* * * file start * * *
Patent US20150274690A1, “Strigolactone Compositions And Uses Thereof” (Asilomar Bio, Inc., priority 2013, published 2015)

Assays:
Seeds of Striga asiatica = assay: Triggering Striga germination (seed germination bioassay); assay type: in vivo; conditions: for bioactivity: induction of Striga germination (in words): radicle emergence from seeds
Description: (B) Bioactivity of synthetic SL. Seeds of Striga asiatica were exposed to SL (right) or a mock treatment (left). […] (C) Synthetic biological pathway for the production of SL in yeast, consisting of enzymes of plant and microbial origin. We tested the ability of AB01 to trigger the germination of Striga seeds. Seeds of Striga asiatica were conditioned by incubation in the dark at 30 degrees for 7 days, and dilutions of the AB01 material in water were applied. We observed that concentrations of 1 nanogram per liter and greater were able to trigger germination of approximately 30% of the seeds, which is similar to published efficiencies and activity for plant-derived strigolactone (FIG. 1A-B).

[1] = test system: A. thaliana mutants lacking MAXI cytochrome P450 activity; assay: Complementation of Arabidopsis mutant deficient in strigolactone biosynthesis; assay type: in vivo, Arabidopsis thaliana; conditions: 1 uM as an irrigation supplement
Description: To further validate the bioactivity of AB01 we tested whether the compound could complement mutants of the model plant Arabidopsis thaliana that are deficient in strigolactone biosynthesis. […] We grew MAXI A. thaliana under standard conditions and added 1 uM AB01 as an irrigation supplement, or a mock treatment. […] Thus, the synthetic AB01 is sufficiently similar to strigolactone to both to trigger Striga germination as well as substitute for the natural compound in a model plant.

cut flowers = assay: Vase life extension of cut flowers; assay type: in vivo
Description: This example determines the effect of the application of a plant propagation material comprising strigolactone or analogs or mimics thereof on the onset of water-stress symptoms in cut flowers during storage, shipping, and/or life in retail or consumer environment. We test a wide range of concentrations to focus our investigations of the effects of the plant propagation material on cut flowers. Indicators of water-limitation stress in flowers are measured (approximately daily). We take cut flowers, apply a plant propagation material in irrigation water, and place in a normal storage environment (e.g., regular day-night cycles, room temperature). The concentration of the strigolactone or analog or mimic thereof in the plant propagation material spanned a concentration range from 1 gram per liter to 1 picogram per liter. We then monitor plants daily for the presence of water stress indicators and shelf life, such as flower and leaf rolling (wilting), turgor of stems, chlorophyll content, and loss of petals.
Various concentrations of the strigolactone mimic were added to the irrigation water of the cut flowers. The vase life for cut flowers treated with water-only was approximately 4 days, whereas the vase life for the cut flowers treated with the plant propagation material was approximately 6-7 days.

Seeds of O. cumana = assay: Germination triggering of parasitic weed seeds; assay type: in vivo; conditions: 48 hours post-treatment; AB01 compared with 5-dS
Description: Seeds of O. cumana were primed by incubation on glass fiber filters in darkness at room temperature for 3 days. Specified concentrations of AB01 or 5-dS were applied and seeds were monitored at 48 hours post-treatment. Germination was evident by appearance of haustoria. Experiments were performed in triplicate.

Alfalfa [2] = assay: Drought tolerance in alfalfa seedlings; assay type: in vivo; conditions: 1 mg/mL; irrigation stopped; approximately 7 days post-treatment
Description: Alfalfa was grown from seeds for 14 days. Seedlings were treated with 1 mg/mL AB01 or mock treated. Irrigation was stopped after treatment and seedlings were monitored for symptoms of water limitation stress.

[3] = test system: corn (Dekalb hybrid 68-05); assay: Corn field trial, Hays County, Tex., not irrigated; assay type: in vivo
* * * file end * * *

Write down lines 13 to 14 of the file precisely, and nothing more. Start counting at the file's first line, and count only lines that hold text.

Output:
Description: Alfalfa was grown from seeds for 14 days. Seedlings were treated with 1 mg/mL AB01 or mock treated. Irrigation was stopped after treatment and seedlings were monitored for symptoms of water limitation stress.

[3] = test system: corn (Dekalb hybrid 68-05); assay: Corn field trial, Hays County, Tex., not irrigated; assay type: in vivo